- There are high levels of piracy in in both coastal and international waters, particularly near Somalia and Yemen in the Horn of Africa, the Gulf of Guinea and Southeast Asia.
- Piracy takes many forms. It may include armed robbery, kidnapping for ransom and murder, as well as crimes of opportunity such as unlawful requests for payments for anchorage.
- All forms of shipping are attractive targets for pirates, including commercial vessels, pleasure craft (such as yachts) and luxury cruise liners.
- According to the International Maritime Bureau (IMB), worldwide there were 264 incidents of piracy and armed robbery against vessels and a total of12 vessels hijacked in 2013.
Particular areas of concern
Whether travelling by commercial vessel or private yacht, you should be aware of the risk of piracy that exists in the parts of the world listed below. If you need to pass through these waters, you should exercise extreme caution, consider additional security arrangements and have in place contingency plans. If you are part of a cruise, you should feel comfortable asking about the company’s security measures and its procedures in the event of a crisis.
The Horn of Africa including the Gulf of Aden and Yemen
We strongly advise Australians to avoid travelling to the coastal waters of Somalia and Yemen in the Indian Ocean. This covers the area bounded by the following latitude and longitude: 15° north in the Red Sea, 23° north in the Arabian Sea, 78° east and 15° south in the Indian Ocean.
While attacks by Somali pirates in the Indian Ocean have fallen to their lowest level since 2009, these waters are still extremely high-risk.
Pirates have reportedly attacked shipping further than 1,500 nautical miles (2778 km) from the coast of Somalia. Pirate attacks have been reported near the west coast of India, western Maldives, and Madagascar. They have also occurred in the territorial waters of Kenya, Tanzania, Mozambique, Madagascar and Seychelles.
Vessels, crew members and passengers hijacked in waters off Somalia have been held for long periods by pirates demanding ransoms. As at 1 September 2014, approximately 40 seafarers remain in captivity. For more information about kidnapping, see our Kidnapping Threat Worldwide travel bulletin.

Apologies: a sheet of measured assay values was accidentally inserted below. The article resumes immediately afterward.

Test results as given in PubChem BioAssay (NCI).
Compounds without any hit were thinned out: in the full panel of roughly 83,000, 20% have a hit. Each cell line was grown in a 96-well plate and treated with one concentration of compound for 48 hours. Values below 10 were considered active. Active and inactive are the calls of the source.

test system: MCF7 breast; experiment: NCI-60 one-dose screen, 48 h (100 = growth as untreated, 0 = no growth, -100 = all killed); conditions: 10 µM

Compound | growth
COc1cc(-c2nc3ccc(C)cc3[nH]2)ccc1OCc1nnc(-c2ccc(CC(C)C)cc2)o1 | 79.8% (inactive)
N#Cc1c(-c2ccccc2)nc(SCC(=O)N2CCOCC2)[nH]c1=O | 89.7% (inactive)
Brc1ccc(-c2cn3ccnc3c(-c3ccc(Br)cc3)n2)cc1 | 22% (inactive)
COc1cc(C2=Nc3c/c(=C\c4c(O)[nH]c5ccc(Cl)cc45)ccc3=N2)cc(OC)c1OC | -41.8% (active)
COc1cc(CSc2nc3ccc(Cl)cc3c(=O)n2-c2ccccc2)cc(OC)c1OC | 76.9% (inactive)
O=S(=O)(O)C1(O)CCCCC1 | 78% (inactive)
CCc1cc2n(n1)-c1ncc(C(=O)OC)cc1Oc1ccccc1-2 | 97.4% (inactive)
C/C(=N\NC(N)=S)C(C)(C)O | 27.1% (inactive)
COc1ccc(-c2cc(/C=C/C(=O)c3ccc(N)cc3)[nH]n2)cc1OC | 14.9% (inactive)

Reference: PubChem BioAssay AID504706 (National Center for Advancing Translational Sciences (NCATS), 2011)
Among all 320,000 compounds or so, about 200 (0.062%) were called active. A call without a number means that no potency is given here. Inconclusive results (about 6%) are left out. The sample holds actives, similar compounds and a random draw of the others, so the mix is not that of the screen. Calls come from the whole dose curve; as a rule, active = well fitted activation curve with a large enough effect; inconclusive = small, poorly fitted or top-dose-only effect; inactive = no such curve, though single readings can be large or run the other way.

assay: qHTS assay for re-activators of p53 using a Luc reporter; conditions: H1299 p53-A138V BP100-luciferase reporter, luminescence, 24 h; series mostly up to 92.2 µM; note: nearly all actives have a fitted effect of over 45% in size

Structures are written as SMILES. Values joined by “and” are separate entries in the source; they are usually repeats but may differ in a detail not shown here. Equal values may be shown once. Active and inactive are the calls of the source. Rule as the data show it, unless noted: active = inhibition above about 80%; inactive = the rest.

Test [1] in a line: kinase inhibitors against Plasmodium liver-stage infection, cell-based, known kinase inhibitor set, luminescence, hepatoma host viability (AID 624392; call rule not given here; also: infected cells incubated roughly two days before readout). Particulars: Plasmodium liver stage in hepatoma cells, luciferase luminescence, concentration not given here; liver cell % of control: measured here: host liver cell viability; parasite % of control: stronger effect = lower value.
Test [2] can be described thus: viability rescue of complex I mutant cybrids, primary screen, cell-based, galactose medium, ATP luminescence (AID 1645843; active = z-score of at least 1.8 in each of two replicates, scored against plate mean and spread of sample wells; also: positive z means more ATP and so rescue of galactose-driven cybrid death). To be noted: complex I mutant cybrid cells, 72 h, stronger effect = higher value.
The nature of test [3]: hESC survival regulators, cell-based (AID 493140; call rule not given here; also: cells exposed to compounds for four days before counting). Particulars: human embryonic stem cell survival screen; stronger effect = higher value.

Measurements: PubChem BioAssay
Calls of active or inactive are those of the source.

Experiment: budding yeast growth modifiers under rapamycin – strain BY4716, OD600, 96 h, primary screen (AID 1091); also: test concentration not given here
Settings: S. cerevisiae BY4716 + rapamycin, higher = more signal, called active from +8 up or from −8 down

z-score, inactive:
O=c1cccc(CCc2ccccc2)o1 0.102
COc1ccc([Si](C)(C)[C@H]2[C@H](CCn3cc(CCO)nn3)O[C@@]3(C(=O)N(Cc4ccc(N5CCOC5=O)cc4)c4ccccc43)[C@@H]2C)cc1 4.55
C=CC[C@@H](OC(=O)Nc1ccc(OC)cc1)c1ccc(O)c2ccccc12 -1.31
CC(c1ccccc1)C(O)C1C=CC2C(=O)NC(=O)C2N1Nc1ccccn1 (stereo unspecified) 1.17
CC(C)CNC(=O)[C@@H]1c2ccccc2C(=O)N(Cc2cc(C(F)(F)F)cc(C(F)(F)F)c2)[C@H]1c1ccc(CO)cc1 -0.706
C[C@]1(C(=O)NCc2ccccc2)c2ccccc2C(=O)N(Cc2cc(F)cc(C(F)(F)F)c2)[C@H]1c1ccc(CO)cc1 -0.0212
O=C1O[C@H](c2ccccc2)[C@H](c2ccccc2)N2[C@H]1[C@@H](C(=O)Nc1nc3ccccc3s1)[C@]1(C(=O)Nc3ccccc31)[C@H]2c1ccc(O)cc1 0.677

The Maritime Security Centre Horn of Africa website provides information to mariners in the Gulf of Aden and off the coast of Somalia such as news, alerts and ship protection measures (requires registration).
The Gulf of Guinea
The Gulf of Guinea extends from Liberia to Gabon in West Africa. The rapid growth of the oil and gas industry in the region has contributed to an increase of piracy incidents in the Gulf of Guinea since 2012. Hijackings and cargo theft are a security concern for coastal West African States.
Piracy is prevalent in a number of Southeast Asian waters. In 2014, attacks were reported on vessels in the Straits of Malacca, the Singapore Straits, near Penang (Malaysia), Bintan (Indonesia) and Phuket (Thailand), and close to the coast of Sabah and Sarawak in Malaysia. Attacks have also been reported in the Sulu Sea between Palawan and Mindanao in the Philippines and Kalimantan in Indonesia.
Other areas of concern include the the South China Sea in the vicinity of Anambas, Natuna, Mangkai Islands and Subi Besar area, the Vung Tau area of Vietnam, and several areas in Indonesia (namely Tanjung Priok – Jakarta/Dumai, Belawan, Taboneo, Muara Jawa).
Other piracy prone regions include:
- East Africa, particularly Tanzania and Kenya.
- South America, particularly Peru, Venezuela and Brazil.
- the Caribbean and Central America, especially in anchorage areas in Port Au Prince, Haiti.
We advise you to monitor closely our destination-specific travel advisories for areas close to waters through which you intend travelling. You should subscribeto this bulletin. You can also see our Travelling by boat page.
The IMB runs a global 24-hour Piracy Reporting Centre based in Kuala Lumpur, Malaysia, which issues daily reports broadcast to all shipping on the Safety Net service of Inmarsat-C and reports on its website. The services of the centre are free and are available to all ships, irrespective of their flag. The 24-hour Anti-Piracy HELPLINE can be contacted on telephone (60 3) 20310014; facsimile (60 3) 20785769; telex MA34199 IMBPCI; and email firstname.lastname@example.org.
The IMB recommends the installation of Shiploc, an on-board satellite tracking system that can help locate hijacked vessels. Secure-Ship, a non-lethal, electrifying fence which surrounds the whole ship, is also recommended by the International Maritime Bureau.
The following websites also contain useful information about piracy:
Where to Get Help
You can obtain consular assistance from the nearest Australian Embassy, High Commission or Consulate. In a consular emergency if you are unable to contact an Australian diplomatic mission, you can contact the 24-hour Consular Emergency Centre on +61 2 6261 3305, SMS +61 421 269 080 or 1300 555 135 within Australia.
Whatever the reason you are travelling and however long you'll be overseas, we encourage you to register with the Department of Foreign Affairs and Trade. This includes Australians on cruises. You can register online or in person at any Australian Embassy, High Commission or Consulate.